This is the first step to changing those patterns. Cognitive behavioral therapy is highly flexible.

Treatment plans that include cognitive behavioral therapy work well with:

  • antisocial personality disorders
  • eating disorders
  • generalized anxiety disorders
  • major depressive disorders
  • obsessive-compulsive disorders
  • panic disorders
  • post-traumatic stress disorders
  • social anxiety

Dialectical Behavior Therapy

Dialectical behavior therapy is designed to help with people who have a borderline personality disorder alongside substance abuse.

Dialectical behavior therapy includes personal weekly therapy sessions, weekly group skills sessions, and therapist consultation team meetings.

During these sessions, you will be encouraged to practice acceptance, regulation, and interpersonal skills.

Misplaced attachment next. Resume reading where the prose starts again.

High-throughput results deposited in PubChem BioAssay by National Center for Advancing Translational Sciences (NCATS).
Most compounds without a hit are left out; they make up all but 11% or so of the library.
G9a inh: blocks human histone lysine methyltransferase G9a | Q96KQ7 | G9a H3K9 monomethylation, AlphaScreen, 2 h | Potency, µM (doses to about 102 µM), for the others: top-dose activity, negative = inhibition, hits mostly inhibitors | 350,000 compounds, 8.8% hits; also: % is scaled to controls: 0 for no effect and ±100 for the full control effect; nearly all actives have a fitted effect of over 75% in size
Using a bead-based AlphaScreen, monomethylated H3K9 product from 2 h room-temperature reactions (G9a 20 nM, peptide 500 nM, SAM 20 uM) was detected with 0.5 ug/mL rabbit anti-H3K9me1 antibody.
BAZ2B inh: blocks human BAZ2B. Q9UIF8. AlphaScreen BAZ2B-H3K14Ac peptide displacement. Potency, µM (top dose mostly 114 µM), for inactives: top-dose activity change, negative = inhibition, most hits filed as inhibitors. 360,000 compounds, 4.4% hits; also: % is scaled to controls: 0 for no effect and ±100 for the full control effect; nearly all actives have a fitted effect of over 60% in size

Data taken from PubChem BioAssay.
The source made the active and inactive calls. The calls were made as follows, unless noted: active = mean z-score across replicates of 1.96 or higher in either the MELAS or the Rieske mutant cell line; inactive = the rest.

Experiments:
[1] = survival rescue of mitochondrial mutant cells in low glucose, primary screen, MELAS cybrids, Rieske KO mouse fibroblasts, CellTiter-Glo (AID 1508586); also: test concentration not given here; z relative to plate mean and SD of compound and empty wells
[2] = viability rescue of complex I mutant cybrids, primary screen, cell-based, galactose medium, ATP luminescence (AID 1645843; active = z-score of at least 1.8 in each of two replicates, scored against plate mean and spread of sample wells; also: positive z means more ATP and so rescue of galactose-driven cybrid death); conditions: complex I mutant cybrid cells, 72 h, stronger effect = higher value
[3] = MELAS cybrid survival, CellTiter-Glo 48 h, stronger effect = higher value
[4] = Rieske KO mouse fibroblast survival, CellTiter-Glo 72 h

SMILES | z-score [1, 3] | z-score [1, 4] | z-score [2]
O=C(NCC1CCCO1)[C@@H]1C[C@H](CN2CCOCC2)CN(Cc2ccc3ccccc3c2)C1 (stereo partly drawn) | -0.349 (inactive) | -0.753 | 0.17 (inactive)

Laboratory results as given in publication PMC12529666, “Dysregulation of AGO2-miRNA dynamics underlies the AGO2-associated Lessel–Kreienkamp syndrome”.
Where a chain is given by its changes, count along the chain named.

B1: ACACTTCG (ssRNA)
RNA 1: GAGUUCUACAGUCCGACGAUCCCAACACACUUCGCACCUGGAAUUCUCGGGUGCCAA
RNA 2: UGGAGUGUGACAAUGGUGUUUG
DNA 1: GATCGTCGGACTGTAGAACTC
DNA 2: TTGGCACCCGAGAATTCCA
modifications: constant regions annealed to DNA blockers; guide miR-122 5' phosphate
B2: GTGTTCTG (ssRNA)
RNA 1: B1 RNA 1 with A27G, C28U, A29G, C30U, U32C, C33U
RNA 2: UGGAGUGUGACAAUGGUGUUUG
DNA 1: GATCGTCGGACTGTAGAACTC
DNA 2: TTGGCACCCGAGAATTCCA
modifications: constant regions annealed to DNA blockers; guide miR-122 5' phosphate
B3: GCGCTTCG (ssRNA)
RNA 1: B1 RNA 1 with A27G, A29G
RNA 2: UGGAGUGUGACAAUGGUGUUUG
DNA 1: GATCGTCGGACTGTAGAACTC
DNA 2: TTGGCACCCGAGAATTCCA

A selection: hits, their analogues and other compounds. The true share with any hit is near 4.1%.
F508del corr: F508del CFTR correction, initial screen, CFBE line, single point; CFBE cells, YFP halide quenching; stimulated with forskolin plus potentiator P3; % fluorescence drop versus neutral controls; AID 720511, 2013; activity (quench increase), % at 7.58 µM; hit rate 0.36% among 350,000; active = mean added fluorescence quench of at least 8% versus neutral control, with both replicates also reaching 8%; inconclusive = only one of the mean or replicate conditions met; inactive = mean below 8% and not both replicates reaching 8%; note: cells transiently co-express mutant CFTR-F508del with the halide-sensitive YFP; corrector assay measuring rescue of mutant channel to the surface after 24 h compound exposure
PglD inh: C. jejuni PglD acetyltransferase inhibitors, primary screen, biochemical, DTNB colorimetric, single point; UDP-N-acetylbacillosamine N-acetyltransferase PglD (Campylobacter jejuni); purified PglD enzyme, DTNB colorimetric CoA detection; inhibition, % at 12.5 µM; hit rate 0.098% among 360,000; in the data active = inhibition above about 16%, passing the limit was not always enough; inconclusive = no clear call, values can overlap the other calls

As part of a larger treatment program, dialectical behavior therapy helps teach you the skills you need to make lasting change.

Contingency Management

Contingency management therapy is targeted directly at substance use disorders.

It is a type of behavioral therapy that encourages positive changes in behavior by offering a direct reward in exchange for negative urine tests.

By using positive reinforcement, contingency management does show consistent results with alcohol addiction.
This approach will require additional treatment if you have co-occurring mental health disorders.

Support Groups

There is limited data on the efficacy of traditional support groups. What scientists have collected shows promise.

Being part of a small community engaging in the same difficulties can be great if you thrive in a shared environment.